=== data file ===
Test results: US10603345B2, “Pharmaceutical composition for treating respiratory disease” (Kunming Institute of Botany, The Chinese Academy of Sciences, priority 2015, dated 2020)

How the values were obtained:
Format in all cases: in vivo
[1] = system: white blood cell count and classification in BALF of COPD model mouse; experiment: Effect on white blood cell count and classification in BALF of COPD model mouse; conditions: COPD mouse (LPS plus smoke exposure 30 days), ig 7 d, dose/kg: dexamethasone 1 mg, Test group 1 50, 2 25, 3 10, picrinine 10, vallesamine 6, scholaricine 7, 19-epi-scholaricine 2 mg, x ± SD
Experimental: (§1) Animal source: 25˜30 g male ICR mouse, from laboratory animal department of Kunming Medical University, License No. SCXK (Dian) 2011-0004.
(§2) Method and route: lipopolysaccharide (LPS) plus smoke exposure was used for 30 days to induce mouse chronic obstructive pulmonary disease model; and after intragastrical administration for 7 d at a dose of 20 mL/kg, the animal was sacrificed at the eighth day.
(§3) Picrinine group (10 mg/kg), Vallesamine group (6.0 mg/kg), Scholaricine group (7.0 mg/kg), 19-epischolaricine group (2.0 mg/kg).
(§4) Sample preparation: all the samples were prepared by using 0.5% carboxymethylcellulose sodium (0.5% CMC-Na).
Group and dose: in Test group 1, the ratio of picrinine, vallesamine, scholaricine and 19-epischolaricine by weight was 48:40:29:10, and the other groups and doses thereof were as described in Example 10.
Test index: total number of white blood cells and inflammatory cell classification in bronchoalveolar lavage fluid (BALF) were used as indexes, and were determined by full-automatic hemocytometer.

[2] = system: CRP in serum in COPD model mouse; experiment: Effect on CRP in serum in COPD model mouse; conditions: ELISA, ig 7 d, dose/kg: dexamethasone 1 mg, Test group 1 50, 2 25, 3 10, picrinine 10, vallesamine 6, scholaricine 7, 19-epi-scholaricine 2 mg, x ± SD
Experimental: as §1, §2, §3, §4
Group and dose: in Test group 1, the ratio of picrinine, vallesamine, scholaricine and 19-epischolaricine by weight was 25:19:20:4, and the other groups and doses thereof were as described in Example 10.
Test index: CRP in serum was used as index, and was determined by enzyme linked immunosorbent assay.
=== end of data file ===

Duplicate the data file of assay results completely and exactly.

Test results: US10603345B2, “Pharmaceutical composition for treating respiratory disease” (Kunming Institute of Botany, The Chinese Academy of Sciences, priority 2015, dated 2020)

How the values were obtained:
Format in all cases: in vivo
[1] = system: white blood cell count and classification in BALF of COPD model mouse; experiment: Effect on white blood cell count and classification in BALF of COPD model mouse; conditions: COPD mouse (LPS plus smoke exposure 30 days), ig 7 d, dose/kg: dexamethasone 1 mg, Test group 1 50, 2 25, 3 10, picrinine 10, vallesamine 6, scholaricine 7, 19-epi-scholaricine 2 mg, x ± SD
Experimental: (§1) Animal source: 25˜30 g male ICR mouse, from laboratory animal department of Kunming Medical University, License No. SCXK (Dian) 2011-0004.
(§2) Method and route: lipopolysaccharide (LPS) plus smoke exposure was used for 30 days to induce mouse chronic obstructive pulmonary disease model; and after intragastrical administration for 7 d at a dose of 20 mL/kg, the animal was sacrificed at the eighth day.
(§3) Picrinine group (10 mg/kg), Vallesamine group (6.0 mg/kg), Scholaricine group (7.0 mg/kg), 19-epischolaricine group (2.0 mg/kg).
(§4) Sample preparation: all the samples were prepared by using 0.5% carboxymethylcellulose sodium (0.5% CMC-Na).
Group and dose: in Test group 1, the ratio of picrinine, vallesamine, scholaricine and 19-epischolaricine by weight was 48:40:29:10, and the other groups and doses thereof were as described in Example 10.
Test index: total number of white blood cells and inflammatory cell classification in bronchoalveolar lavage fluid (BALF) were used as indexes, and were determined by full-automatic hemocytometer.

[2] = system: CRP in serum in COPD model mouse; experiment: Effect on CRP in serum in COPD model mouse; conditions: ELISA, ig 7 d, dose/kg: dexamethasone 1 mg, Test group 1 50, 2 25, 3 10, picrinine 10, vallesamine 6, scholaricine 7, 19-epi-scholaricine 2 mg, x ± SD
Experimental: as §1, §2, §3, §4
Group and dose: in Test group 1, the ratio of picrinine, vallesamine, scholaricine and 19-epischolaricine by weight was 25:19:20:4, and the other groups and doses thereof were as described in Example 10.
Test index: CRP in serum was used as index, and was determined by enzyme linked immunosorbent assay.